Ghostplay's music is just two guitars and a beat

The local indie band’s members explain why they’re not all about that bass

<p><b>“The drum machine didn't pay for its share of the rehearsal space, so we kicked it out of the band.” </b></p>

“The drum machine didn't pay for its share of the rehearsal space, so we kicked it out of the band.”

Photo by Luke Fitz

Catch Ghostplay on Saturday, December 20, at 8 p.m. at Starlite Lounge, 1517 21st Street. Tickets are $5. For more information visit

Sometimes guitarist-singer Jason Hess will play demo recordings from his indie band Ghostplay for his friends. And each time, he says, he gets a similar response: “I like it, but I can’t understand what you’re singing about.”

That reaction is understandable, actually, considering how low Hess’ vocals are mixed into the music’s bed of lush, dueling guitars and dynamic drum beats.

“That’s intentional. [The voice] is just another instrument, it’s not the lead singer—it’s not natural for me to be up front and center stage,” Hess says.

Recently the band, rounded out by guitarist Leticia Garcia and drummer Mando Gonzalez, has been working on an EP. The songs, recorded at Ruminator Audio in San Francisco with engineer/producer Monte Vallier, will retain the demo’s lo-fi vocal quality, Hess says.

But while Ghostplay’s lyrics will probably still be difficult to make out, that’s OK—after all, they’re the last piece of the puzzle when the band writes songs, Hess says. Rather, the songwriting process, he says, starts with Gonzalez, who generally builds the foundation for each track with the rest of the band jamming on ideas, often for hours, as Hess sings whatever words pop into his mind. Real lyrics come much later.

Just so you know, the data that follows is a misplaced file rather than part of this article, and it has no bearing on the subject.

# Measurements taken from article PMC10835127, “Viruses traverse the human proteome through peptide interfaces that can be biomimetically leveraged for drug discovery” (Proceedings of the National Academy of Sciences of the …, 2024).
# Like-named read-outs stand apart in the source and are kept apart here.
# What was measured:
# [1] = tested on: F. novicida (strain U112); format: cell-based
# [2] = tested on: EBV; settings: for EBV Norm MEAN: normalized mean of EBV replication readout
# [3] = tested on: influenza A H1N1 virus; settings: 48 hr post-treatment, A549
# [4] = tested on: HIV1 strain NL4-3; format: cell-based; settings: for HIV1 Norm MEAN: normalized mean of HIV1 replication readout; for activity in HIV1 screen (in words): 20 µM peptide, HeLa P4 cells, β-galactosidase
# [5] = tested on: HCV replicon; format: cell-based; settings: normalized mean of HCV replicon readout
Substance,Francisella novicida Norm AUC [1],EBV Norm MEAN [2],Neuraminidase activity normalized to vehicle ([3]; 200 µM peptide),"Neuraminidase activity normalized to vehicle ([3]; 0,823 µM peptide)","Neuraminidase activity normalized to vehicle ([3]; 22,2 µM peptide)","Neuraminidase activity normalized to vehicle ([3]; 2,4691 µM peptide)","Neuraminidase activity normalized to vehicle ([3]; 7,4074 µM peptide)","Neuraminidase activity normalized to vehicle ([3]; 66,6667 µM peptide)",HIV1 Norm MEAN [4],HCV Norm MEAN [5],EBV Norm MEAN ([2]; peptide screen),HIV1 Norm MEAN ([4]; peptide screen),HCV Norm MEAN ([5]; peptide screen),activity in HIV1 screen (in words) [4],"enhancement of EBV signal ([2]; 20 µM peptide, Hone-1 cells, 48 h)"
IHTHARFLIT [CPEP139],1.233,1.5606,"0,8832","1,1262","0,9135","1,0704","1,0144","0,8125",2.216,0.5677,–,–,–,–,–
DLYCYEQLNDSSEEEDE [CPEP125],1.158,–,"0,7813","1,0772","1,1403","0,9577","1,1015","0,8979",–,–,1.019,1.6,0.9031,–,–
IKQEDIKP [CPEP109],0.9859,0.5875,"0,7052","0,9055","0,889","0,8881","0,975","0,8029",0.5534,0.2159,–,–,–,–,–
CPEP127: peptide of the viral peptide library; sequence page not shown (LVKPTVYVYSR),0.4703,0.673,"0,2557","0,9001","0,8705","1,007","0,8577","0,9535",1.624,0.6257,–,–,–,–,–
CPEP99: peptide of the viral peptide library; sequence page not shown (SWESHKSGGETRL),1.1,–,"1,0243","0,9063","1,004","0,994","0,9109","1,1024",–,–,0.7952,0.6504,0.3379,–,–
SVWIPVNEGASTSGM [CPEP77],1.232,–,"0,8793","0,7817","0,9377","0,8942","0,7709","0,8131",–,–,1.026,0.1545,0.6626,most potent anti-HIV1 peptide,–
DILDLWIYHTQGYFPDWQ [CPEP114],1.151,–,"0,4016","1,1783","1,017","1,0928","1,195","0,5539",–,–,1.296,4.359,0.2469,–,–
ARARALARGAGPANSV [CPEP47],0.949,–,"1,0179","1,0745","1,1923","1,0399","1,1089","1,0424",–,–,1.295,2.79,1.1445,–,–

“The lyrics are very secondary to mood. We’ll record jams on our phone, and listen to [them] in our car for a couple months, trying to figure out how we’re going to make those moments happen again,” Hess says. “It’s just about capturing an emotion.”

When a song is complete, each one tends to follow an arc, rising and falling with varying levels of intensity and feelings. Sections build off of each other, like waves of an ocean.

With only three people—and not a bass in the lot—the trio produces a surprisingly thick, layered sound. Garcia plays a standard guitar, but Hess’s guitar is strung with baritone strings, which puts his sound in a lower register. The musician then feeds his signal into a guitar amp and a bass amp.

“We have all this weird stuff going on. I might use some reverb to spread it out. It has this fullness, like multiple frequencies coming through at once,” Hess explains. “We don’t need a bass player. We can just use technology.”

The band started with just Hess and Garcia three years ago. Back then all the pair knew for sure was that they liked each other’s sounds and wanted to see where it would go.

Hess comes from a singer-songwriter background, but also grew up listening to dark, heavy music such as Black Sabbath, the Melvins, and Butthole Surfers.

Garcia, who grew up listening to moody, eclectic stuff such as Radiohead and The Walkmen, spent much time playing guitar alone in her room, building riffs on a looping pedal and jamming over it. The result, she says, was a lot of songs with weird time signatures.

“I have no idea what I’m playing. I was really shy growing up. I didn’t have anyone telling me, ’no, it’s 4/4.’ I just played whatever came natural to me,” Garcia says.

Initially, Hess and Garcia weren’t sure they wanted a drummer, and considered using a drum machine instead. Eventually, however, they brought in a friend to sit behind the kit. When that friend left to join another band, they connected with Gonzales.

That’s when Ghostplay’s sound really clicked, Hess says. With Gonzales, the band was finally able to explore fluctuating dynamics, atmosphere and a range of emotions.

“There’s a big difference between two people doing a project and three people—that makes it a band,” Hess says. “This works for us. I’m glad we didn’t stick with the drum machine.”